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Why does Quantum Field Theory use usually Lagrangians rather than Hamiltonains?

I heard many reasons, but I'm not sure which is true.

Some say it's just a matter of beauty, so Lagrangians are more beautiful because they don't break/separate the space-time variables (so space-time is a single variable, like in the Klein-Gordon Lagrangian and Hamiltonian).

Some say that Hamiltonians are not always Lorentz invariant.

Could someone explain in a little bit more details?

Thanks.

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marked as duplicate by Emilio Pisanty, Qmechanic Sep 25 '13 at 17:27

This question has been asked before and already has an answer. If those answers do not fully address your question, please ask a new question.

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First of all, in condensed-matter physics one often uses the Hamiltonian instead, so when you say that QFT "usually" uses Lagrangians, you really mean relativistic QFT. In any case, Weinberg emphasizes in his book that each of the two formalisms has its own virtues: the Hamiltonian formalism makes unitarity manifest, while the Lagrangian formalism highlights the symmetries of the system. –  Tomáš Brauner Sep 25 '13 at 11:09
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This question has been asked before. –  NikolajK Sep 25 '13 at 11:18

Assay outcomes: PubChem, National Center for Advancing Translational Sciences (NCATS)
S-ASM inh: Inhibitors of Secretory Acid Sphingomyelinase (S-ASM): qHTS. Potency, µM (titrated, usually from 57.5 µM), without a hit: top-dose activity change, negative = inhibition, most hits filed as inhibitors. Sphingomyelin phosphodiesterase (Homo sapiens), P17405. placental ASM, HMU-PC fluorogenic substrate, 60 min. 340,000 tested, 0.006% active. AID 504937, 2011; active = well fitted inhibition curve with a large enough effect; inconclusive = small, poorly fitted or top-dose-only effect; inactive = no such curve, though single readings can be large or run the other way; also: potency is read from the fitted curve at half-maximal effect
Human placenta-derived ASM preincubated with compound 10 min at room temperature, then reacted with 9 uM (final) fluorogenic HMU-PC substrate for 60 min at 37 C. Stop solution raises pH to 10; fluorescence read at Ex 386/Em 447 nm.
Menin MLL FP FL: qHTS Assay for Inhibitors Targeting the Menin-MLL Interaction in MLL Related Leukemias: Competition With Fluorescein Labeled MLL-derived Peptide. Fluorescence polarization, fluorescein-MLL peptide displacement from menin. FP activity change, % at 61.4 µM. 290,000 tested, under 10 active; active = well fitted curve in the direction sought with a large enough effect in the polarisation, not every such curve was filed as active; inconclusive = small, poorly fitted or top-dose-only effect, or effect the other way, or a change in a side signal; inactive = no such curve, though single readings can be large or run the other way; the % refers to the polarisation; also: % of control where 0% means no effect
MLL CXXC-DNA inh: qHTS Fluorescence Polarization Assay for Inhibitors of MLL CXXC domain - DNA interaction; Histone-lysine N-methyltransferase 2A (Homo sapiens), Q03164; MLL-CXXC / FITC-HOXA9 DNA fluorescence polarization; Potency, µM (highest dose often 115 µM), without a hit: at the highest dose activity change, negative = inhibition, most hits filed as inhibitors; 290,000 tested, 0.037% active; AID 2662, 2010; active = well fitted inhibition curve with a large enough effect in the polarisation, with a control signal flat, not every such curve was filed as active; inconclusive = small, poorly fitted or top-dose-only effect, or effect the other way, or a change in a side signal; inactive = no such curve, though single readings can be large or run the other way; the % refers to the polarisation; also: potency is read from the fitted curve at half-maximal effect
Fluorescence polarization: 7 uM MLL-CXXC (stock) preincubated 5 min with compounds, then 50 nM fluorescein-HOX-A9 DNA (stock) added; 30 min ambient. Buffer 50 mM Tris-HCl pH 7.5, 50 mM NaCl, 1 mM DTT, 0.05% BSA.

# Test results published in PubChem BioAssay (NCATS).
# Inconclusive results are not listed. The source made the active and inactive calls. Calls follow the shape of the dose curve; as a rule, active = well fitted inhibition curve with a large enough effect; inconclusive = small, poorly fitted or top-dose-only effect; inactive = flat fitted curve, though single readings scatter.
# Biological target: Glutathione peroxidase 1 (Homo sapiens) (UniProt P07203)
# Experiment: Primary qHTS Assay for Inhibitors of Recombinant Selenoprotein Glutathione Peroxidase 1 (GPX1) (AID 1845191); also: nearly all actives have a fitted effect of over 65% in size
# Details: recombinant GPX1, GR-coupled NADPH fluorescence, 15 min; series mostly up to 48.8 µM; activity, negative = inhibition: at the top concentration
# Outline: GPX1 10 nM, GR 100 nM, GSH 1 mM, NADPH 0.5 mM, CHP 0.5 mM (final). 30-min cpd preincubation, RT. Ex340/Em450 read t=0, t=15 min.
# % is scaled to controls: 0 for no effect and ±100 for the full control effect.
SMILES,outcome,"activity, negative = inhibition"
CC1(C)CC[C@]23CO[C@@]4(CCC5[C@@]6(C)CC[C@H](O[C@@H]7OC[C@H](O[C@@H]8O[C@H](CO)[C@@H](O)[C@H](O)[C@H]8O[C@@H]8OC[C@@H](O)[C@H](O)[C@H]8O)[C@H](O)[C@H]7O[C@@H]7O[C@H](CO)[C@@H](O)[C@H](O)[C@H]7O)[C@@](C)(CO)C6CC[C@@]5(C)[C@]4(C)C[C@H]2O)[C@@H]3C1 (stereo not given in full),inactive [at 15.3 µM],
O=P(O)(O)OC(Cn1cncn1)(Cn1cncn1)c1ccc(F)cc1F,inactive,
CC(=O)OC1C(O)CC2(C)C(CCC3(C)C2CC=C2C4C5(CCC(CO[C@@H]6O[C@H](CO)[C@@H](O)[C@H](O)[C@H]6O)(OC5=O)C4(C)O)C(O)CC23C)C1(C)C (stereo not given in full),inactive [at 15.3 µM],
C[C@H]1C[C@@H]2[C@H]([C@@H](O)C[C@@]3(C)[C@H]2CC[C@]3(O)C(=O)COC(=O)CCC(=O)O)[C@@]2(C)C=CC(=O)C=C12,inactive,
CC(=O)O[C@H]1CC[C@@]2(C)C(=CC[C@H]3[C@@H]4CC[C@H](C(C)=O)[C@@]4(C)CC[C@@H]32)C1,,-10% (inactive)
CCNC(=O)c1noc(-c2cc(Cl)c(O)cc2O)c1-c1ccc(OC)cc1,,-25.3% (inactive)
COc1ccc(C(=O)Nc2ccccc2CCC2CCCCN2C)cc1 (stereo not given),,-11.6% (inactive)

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Essentially a duplicate of physics.stackexchange.com/q/21866/2451 –  Qmechanic Sep 25 '13 at 11:48

1 Answer 1

up vote 7 down vote accepted

You have already mentioned the correct reason---the Lagrangian is manifestly Lorentz-invariant whereas the Hamiltonian is not. Since a relativistic field theory must be build of Lorentz-invariant quantities only the Lagrangian approach is good.

Compare for example the expressions for a free real scalar field $\phi$ $$ \mathcal{L}=\frac{1}{2}\partial_\mu\phi\partial^\mu\phi $$ This is Lorentz-invariant, because the Lorentz index $\mu$ is contracted in this way. The Hamiltonian for this theory is $$ H=\frac{1}{2}\dot\phi^2+\frac{1}{2}(\vec\nabla\phi)^2 $$ which is not manifestly Lorentz-invariant.

Is there any other reason?

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